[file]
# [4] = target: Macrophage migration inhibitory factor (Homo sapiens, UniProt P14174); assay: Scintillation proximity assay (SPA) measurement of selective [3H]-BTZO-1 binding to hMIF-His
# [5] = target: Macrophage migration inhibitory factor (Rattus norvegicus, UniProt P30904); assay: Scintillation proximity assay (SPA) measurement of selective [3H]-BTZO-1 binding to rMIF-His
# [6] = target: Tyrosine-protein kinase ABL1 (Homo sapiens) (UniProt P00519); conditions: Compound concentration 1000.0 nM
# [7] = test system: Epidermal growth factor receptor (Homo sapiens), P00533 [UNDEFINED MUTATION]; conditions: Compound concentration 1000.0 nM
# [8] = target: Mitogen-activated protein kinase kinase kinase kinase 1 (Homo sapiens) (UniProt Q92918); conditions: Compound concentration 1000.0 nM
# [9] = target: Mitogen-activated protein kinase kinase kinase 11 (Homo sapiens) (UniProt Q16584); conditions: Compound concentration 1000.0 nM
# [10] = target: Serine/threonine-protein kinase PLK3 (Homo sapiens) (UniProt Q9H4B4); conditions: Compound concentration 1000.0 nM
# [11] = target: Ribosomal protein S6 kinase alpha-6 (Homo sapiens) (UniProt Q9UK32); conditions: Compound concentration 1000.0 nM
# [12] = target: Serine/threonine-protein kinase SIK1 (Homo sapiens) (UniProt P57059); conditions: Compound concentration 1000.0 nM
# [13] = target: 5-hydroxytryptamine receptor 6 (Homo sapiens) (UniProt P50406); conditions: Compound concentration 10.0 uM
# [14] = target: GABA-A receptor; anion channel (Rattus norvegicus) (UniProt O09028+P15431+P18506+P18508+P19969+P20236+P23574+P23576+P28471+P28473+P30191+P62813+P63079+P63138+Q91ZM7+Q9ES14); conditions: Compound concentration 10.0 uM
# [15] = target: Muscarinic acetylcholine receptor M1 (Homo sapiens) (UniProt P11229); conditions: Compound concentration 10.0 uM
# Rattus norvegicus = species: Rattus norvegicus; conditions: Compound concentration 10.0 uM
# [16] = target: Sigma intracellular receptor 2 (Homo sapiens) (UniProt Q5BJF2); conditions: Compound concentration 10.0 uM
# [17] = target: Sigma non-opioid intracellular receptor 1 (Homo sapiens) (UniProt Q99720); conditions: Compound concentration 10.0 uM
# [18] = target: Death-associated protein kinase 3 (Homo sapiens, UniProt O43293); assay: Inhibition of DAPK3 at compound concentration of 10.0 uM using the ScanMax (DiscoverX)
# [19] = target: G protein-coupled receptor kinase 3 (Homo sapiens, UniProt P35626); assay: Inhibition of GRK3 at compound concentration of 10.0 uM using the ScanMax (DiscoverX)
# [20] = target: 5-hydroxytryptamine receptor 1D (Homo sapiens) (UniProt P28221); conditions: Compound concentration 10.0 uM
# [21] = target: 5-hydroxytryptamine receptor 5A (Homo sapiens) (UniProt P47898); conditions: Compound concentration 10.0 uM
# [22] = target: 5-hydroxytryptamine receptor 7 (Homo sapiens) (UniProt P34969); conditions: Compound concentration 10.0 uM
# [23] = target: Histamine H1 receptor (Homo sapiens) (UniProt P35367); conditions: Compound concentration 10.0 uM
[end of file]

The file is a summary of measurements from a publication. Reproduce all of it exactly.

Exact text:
# [4] = target: Macrophage migration inhibitory factor (Homo sapiens, UniProt P14174); assay: Scintillation proximity assay (SPA) measurement of selective [3H]-BTZO-1 binding to hMIF-His
# [5] = target: Macrophage migration inhibitory factor (Rattus norvegicus, UniProt P30904); assay: Scintillation proximity assay (SPA) measurement of selective [3H]-BTZO-1 binding to rMIF-His
# [6] = target: Tyrosine-protein kinase ABL1 (Homo sapiens) (UniProt P00519); conditions: Compound concentration 1000.0 nM
# [7] = test system: Epidermal growth factor receptor (Homo sapiens), P00533 [UNDEFINED MUTATION]; conditions: Compound concentration 1000.0 nM
# [8] = target: Mitogen-activated protein kinase kinase kinase kinase 1 (Homo sapiens) (UniProt Q92918); conditions: Compound concentration 1000.0 nM
# [9] = target: Mitogen-activated protein kinase kinase kinase 11 (Homo sapiens) (UniProt Q16584); conditions: Compound concentration 1000.0 nM
# [10] = target: Serine/threonine-protein kinase PLK3 (Homo sapiens) (UniProt Q9H4B4); conditions: Compound concentration 1000.0 nM
# [11] = target: Ribosomal protein S6 kinase alpha-6 (Homo sapiens) (UniProt Q9UK32); conditions: Compound concentration 1000.0 nM
# [12] = target: Serine/threonine-protein kinase SIK1 (Homo sapiens) (UniProt P57059); conditions: Compound concentration 1000.0 nM
# [13] = target: 5-hydroxytryptamine receptor 6 (Homo sapiens) (UniProt P50406); conditions: Compound concentration 10.0 uM
# [14] = target: GABA-A receptor; anion channel (Rattus norvegicus) (UniProt O09028+P15431+P18506+P18508+P19969+P20236+P23574+P23576+P28471+P28473+P30191+P62813+P63079+P63138+Q91ZM7+Q9ES14); conditions: Compound concentration 10.0 uM
# [15] = target: Muscarinic acetylcholine receptor M1 (Homo sapiens) (UniProt P11229); conditions: Compound concentration 10.0 uM
# Rattus norvegicus = species: Rattus norvegicus; conditions: Compound concentration 10.0 uM
# [16] = target: Sigma intracellular receptor 2 (Homo sapiens) (UniProt Q5BJF2); conditions: Compound concentration 10.0 uM
# [17] = target: Sigma non-opioid intracellular receptor 1 (Homo sapiens) (UniProt Q99720); conditions: Compound concentration 10.0 uM
# [18] = target: Death-associated protein kinase 3 (Homo sapiens, UniProt O43293); assay: Inhibition of DAPK3 at compound concentration of 10.0 uM using the ScanMax (DiscoverX)
# [19] = target: G protein-coupled receptor kinase 3 (Homo sapiens, UniProt P35626); assay: Inhibition of GRK3 at compound concentration of 10.0 uM using the ScanMax (DiscoverX)
# [20] = target: 5-hydroxytryptamine receptor 1D (Homo sapiens) (UniProt P28221); conditions: Compound concentration 10.0 uM
# [21] = target: 5-hydroxytryptamine receptor 5A (Homo sapiens) (UniProt P47898); conditions: Compound concentration 10.0 uM
# [22] = target: 5-hydroxytryptamine receptor 7 (Homo sapiens) (UniProt P34969); conditions: Compound concentration 10.0 uM
# [23] = target: Histamine H1 receptor (Homo sapiens) (UniProt P35367); conditions: Compound concentration 10.0 uM